Close this search box.
Close this search box.
A Report to the Commission on Preservation and Accessby Hans Rütimann, Consultant, International Project
M. Stuart Lynn, Member, Technology Assessment Advisory Committee,
and Vice President, Information Technologies, Cornell UniversityMarch 1992

Figures on page 16, and 17 have been omitted from this electronic version

This report to the Commission on Preservation and Access was prepared by Hans Rütimann, International Project Consultant, and M. Stuart Lynn, a member of the Technology Assessment Advisory Committee, after visits to the Archivo General de Indias in 1991. The Commission sponsored the inquiries into this project to learn more about the technical and operational implications of large-scale image scanning. Rütimann visited the facility in late April-early May 1991, and the Commission then asked Lynn to assess the project’s technical aspects in September 1991.

The Archivo General de Indias is operating a massive project to preserve and make accessible the contents of the 45 million documents an 7,000 maps and blueprints comprising the written heritage of Spain’s 400 years in power in the Americas. The present objective is to scan about 10 percent of the archivo (or about eight million images) in preparation for the 1992 Seville World’s Fair and the Columbus quincentenary. The Archivo was established by Carlos 111 in 1785 to collect in one place all documents associated with the Spanish colonization of the Americas. Documents date from the 15th through 19th centuries, inclusive. It is expected that the King of Spain, who is very interested in the project, will officially open the “electronic archive” at the beginning of the quincentenary celebrations.

The Project

Four institutions are involved: The Ministry of Culture, IBM Spain, the Foundation Ramón Areces–all in Madrid–and the Archivo itself in Seville. Basically, the project consists of three parts: an image database, a bibliographic database, and an archive management system. The technical development work is carried out at the IBM Scientific Center located at the Universidad Autónoma north of Madrid, and all of the cataloging and scanning is done at the Archivo. The final system will be installed at the Archivo. The project involves more than 100 people and is directed by a Coordinating Committee composed of Jorge Semprún Maura, the Minister of Culture; Fernando de Asúa Alvarez, Chairman, IBM Spain; and Ramón Areces Rodriguez, Chairman of the Ramón Areces Foundation and son of the founder Don Ramón Areces, who died two years ago. Project management, however, is under the “Direction Committee” composed of Pedro González, Director del Centro de Información Documental de Archivo, Ministry of Culture; Juan P. Secilla, Director, IBM Scientific Center, Madrid; and Rafael Ramirez, Ramón Areces Foundation.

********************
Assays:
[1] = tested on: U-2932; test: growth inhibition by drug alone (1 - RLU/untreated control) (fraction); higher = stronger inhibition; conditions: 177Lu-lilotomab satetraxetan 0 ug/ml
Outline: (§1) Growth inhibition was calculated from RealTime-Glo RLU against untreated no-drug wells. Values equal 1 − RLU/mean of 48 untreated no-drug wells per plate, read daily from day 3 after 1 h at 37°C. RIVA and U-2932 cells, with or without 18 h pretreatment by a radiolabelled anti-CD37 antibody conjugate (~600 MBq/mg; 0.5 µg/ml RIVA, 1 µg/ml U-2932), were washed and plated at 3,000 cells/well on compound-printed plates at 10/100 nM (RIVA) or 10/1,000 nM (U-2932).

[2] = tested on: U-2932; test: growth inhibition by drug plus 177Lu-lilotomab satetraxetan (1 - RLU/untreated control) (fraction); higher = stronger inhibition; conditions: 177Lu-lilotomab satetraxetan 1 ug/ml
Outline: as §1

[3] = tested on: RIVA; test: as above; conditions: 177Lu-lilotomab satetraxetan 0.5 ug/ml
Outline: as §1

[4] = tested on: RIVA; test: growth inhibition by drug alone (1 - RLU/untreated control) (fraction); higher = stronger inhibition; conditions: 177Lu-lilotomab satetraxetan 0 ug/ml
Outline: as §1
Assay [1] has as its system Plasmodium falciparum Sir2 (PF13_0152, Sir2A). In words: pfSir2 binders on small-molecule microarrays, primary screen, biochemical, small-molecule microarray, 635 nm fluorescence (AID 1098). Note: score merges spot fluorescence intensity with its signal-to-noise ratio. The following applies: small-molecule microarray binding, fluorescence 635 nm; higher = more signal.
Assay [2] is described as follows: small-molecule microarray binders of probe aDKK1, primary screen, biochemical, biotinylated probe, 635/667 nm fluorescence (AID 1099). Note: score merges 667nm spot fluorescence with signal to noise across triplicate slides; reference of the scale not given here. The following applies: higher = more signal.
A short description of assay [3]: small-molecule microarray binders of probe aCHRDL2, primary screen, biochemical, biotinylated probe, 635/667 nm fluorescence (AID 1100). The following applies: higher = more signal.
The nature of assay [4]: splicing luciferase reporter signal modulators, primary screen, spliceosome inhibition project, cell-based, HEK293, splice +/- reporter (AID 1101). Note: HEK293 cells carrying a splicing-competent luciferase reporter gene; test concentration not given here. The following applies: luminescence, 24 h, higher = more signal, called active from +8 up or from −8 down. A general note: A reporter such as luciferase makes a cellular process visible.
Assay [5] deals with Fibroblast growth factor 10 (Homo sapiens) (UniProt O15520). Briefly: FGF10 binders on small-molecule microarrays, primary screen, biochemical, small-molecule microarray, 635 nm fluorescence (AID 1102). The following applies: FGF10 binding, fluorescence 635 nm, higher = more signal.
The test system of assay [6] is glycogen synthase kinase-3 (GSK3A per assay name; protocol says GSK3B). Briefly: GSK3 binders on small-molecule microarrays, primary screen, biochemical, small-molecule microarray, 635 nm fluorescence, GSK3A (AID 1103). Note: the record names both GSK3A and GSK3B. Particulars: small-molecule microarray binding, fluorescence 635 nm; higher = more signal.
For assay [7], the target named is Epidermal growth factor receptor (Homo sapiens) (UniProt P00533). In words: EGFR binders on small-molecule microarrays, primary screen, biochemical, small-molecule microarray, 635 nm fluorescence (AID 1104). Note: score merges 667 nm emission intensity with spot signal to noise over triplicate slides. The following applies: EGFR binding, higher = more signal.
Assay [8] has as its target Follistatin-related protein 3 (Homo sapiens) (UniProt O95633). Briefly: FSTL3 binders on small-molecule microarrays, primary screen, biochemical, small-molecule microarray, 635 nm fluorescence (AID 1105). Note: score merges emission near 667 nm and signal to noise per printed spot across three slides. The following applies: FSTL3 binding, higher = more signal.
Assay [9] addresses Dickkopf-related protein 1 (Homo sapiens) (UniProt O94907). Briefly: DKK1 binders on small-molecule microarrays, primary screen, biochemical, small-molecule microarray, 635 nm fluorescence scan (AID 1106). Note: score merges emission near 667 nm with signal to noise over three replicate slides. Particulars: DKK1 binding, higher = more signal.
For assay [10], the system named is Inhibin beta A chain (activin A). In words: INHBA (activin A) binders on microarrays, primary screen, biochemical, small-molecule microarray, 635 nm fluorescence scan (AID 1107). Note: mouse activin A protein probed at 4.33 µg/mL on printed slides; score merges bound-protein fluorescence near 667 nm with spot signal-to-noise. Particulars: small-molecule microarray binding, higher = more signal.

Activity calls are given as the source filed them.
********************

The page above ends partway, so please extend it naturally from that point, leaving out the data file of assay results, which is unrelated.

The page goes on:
The first phase, launched in 1986 and scheduled for completion by March, 1992, is estimated to cost a total of $10 million. Most of the funding is provided by the Foundation; the equipment and some staff are supplied by IBM Spain.

Even though the goals for the first phase have been scaled down from original newspaper accounts, it is still an awesome undertaking. There are 45 million documents in the Archivo. Since all documents are written on front and back, the first phase’s goal is to scan and control bibliographically about eight million pages plus maps and other prints.

There are about 43,000 “Bundles” (“Legajos”) of documents in the Archivo comprising about 80-86 million pages. There are also about 8,000 maps and plans, most of which are in color. A bundle is a logical collection of documents, tied together with a ribbon and stored in a cardboard box roughly the size of a typical office filing box (about 1 1″x14″x4″). These bundles are stored upright and side by side along the shelves of the Archivo.

The digital scanning of the documents does not, of course, preserve them. These documents are probably sufficiently important to require conservation treatment. Scanning, however, does contribute to conservation insofar as it reduces the handling of the documents and resulting wear and tear.